• 2 small fresh eggplants
  • 1 1/2 tbsp. extra virgin olive oil
  • 1 1/2 cups red pasta sauce
  • 1/2 cup cottage cheese or ricotta cheese
  • 1 cup mozzarella cheese, shredded
  • Fresh basil for a garnish
  1. Wash and slice the eggplants into 1/4-inch thick disks. You'll need 9 disks total to fill the baking dish.
  2. Rub each slice (front and back) with extra virgin olive oil. Place them in a hot grill pan and brown them on each side. This removes excess moisture and that unsavory spongy texture.
  3. Place 1 cup of pasta sauce on the bottom of an 8x8 or 9x9 square baking dish. Place one layer of the eggplant slices in the bottom of the pan. You should be able to make three rows, three slices each.
  4. Place a dollop of cottage cheese or ricotta cheese on the top of each eggplant slice. I used Kraft Simply Low Fat 2% Cottage Cheese because it's gluten free and what I had on hand.
  5. Scoop a spoon of the pasta sauce over each eggplant slice. Now sprinkle the top of the pan with 1 cup of shredded mozzarella cheese.
  6. Bake the eggplant lasagna bites in a 350 degree oven for 30 minutes or until the mozzarella cheese gets golden in a few spots. After it cools for a few minutes, sprinkle the top with fresh basil. (I used lemon basil and it was delicious!)
I enjoyed three eggplant slices as an entree with a large fresh salad. I think this recipe would also be good served over a small pile of pasta (cheese ravioli or penne!) or sweet jasmine rice.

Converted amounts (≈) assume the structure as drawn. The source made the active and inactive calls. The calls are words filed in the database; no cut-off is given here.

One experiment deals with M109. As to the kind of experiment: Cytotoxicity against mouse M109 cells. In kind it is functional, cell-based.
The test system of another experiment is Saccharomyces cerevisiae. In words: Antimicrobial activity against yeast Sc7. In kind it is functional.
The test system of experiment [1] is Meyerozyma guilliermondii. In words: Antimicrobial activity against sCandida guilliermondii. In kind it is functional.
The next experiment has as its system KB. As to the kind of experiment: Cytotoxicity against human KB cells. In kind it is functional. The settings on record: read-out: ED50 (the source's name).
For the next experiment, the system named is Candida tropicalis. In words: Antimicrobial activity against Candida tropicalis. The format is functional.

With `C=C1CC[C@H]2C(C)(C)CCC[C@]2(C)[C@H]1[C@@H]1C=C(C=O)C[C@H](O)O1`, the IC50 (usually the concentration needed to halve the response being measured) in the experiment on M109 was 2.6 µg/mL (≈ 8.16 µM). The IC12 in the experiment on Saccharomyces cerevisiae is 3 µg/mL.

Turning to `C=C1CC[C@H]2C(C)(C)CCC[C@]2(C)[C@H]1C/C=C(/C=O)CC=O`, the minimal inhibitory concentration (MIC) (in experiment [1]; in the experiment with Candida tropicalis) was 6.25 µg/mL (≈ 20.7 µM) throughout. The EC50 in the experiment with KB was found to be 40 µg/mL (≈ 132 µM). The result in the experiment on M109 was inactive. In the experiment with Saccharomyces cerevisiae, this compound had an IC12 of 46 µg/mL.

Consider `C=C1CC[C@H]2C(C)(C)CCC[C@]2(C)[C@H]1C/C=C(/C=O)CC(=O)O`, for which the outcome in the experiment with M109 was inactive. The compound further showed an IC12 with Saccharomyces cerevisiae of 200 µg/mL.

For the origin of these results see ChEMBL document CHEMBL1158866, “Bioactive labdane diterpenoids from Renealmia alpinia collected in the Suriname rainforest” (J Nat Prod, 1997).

So, how do you like to prepare eggplant? I have a few more purple beauties about to ripen and I need ideas -- quick!

Until Next Time,
Choose Healthy!

Angela Tague
Whole Foods Living

Lemon Basil: My Favorite Herb of the Summer

For the past several years, I've thought about planting herbs in the flower boxes by the backdoor. Each year I fill the planters with flowers and scorn myself for not growing something more practical.

But, this year I finally did it!

After an impromptu stop at a local garden center, I was the proud owner of some parsley and lemon basil.

I grew up putting parsley on everything from green salads and roasted potatoes, to hot vegetable casseroles and pasta salads. But the lemon basil was a new herb for my palette.

It tastes just like fresh lemons AND basil. It really is an odd combo at first taste. If you've never had lemon basil, poke around at the local farmer's market or garden center. It is a true treat!

So far I've used it fresh from the plant:
  • as a topper on homemade pizza
  • mixed into pasta drizzled with Alfredo sauce
  • mixed with lemon slices in my ice water
  • chopped and sprinkled on grilled mushrooms
As I research this curious little herb, I'm learning its flavor is most robust when used fresh, so add it to dishes at the last minute or as a garnish. Lemon basil is common in Thai, Laotian and Indonesian cuisine. If you eat at Middle Eastern restaurants often, you might recognize this flavorful herb.

Have you ever tried lemon basil? How to do you like to incorporate it into your cooking? I have a huge plant to use up this summer. Make my mouth water!

Until Next Time,
Choose Healthy!

Angela Tague
Whole Foods Living